One of the tiresome aspects of today’s politics is the widespread tendency on both sides to rush to conclusions on difficult questions. Too often both Democrats and Republicans trumpet an answer before they have given much attention to the facts behind the topic in question.
Now on some issues, preordained positions make sense — our parties do have identifiable differences in philosophy which lead to different conclusions. Democrats are more likely to support higher taxes and bigger government, for example, and Republicans the reverse.
But on questions of presidential misconduct, in order to know the right answer, you have to apply yourself to mastering all of the facts to determine whether the president’s actions constituted an impeachable offense. Based on what I have seen so far, I do not know if President Trump's behavior has amounted to impeachable conduct, but there is a right way to go about making that determination.
Thankfully, we have a guide on how to do just that. In 1974, under the leadership of Peter Rodino, a back-bench Democrat from New Jersey, the House Judiciary Committee took the time to review all of the facts concerning the allegations of misconduct by President Richard Nixon and, after a six-month inquiry, concluded on a bipartisan basis that the president should be impeached and removed from office. In the process, the members earned the support of the vast majority of the American people and helped persuade the president that he should resign rather than face certain impeachment and removal.
I had a front row seat to this process as my father John Doar led the impeachment inquiry staff as Special Counsel. Dad was appointed by the Democrats partly because he was a Republican, but mostly because he had earned the trust of both liberals and conservatives during his time working in the Justice Department under Presidents Eisenhower, Kennedy and Johnson. That respect was reflected soon after his appointment in December 1973 when Melvin Laird, a member of President Nixon’s cabinet (and great friend of AEI), told newspaper reporters that the committee had made a good choice, selecting a counsel who would not find an impeachable offense if it didn’t exist.
Peter Rodino, D-NJ, of the US House of Representatives Judiciary Committee, answers questions during a news conference in Washington, DC, Wednesday, March 13, 1974. The committee and their counsel met to consider a response to the White House refusal to turn over all tapes and document the panel wants to use in the investigation to impeach President Nixon. From left are, Albert Jenner, minority counsel, Rep. Edward Hutchinson, R-Mich., Rep. Rodino, and John Doar, chief counsel. AP Photo Archive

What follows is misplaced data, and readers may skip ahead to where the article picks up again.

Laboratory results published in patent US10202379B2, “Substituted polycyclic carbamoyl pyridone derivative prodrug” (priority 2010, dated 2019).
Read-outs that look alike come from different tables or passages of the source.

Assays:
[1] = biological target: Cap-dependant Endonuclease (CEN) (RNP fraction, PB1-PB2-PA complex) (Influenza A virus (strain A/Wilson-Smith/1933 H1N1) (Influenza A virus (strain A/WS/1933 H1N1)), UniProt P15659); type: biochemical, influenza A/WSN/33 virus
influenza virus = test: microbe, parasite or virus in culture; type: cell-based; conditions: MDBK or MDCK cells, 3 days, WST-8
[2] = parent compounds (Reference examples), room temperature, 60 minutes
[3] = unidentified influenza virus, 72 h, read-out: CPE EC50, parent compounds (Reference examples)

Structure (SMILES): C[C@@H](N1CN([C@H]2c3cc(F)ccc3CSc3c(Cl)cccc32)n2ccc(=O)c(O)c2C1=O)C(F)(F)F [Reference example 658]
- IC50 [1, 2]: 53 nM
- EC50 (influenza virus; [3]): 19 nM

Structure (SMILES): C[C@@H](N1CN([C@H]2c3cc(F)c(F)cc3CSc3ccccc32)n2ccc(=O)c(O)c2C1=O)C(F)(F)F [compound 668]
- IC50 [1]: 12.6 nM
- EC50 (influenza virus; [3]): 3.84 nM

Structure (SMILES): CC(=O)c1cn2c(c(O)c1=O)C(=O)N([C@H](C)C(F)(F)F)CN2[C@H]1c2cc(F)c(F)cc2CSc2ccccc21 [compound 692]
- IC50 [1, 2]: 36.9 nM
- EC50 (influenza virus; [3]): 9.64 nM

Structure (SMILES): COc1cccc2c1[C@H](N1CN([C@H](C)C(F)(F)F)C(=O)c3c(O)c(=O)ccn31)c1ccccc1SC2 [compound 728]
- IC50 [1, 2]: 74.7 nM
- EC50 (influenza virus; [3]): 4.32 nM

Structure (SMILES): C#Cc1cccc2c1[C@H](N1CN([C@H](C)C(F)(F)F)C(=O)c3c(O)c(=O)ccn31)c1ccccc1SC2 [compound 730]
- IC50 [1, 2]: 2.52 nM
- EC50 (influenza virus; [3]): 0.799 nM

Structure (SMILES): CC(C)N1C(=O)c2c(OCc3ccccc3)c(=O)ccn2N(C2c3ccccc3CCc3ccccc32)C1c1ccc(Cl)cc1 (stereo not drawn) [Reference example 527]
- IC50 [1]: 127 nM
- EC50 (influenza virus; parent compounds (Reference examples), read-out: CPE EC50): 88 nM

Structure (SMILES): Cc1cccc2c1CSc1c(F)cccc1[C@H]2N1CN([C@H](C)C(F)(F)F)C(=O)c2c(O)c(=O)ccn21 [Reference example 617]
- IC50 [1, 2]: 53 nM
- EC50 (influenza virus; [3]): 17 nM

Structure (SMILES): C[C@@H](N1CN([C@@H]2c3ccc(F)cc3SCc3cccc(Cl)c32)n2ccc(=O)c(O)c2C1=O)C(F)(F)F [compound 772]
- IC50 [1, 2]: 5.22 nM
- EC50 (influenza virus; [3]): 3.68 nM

During the course of the inquiry, the committee made five key decisions which led to the bipartisan outcome — and which should be a model for any impeachment inquiry today:
1. The inquiry was conducted by a unified staff.
When Rodino announced the appointment of the special counsel, at a press conference where he was joined by the committee’s senior Republican, he said, “Mr. Doar is not to be considered the counsel of the majority or of the minority. He is counsel for the entire Committee.” Lawyers chosen to serve on the committee staff were selected without consideration of their political affiliation and worked as one unified team, leading one committee member to say after a visit to the staff office, “You can’t tell the Democrats from the Republicans.” When the Republicans selected the prominent, Republican lawyer Albert Jenner to serve on the staff, he chose to take his direction from the Special Counsel. This led liberal Democrats on the committee, who were often frustrated with Rodino’s deliberate pace, to grouse about the committee’s “two Republican counsels.”
2. The inquiry was authorized by a vote of the full House of Representatives.
To ensure that the committee had the necessary authority to undertake the impeachment inquiry and to strengthen its right to subpoena material from the White House, Rodino asked the House for explicit confirmation of the committee’s responsibilities and powers. This was consistent with the inquiry staff’s contention that the inquiry ought to proceed on an impeccably constitutional basis. As a staff memo to Rodino dated January 18, 1974 stated:
Jurisdiction over impeachment is nowhere expressly conferred. It is not enough to argue that the general power of the Judiciary Committee to proceed may ultimately be upheld.
In seeking the House’s authorization in a speech on the House floor, Rodino described the seriousness with which he took the responsibility of conducting an impeachment inquiry: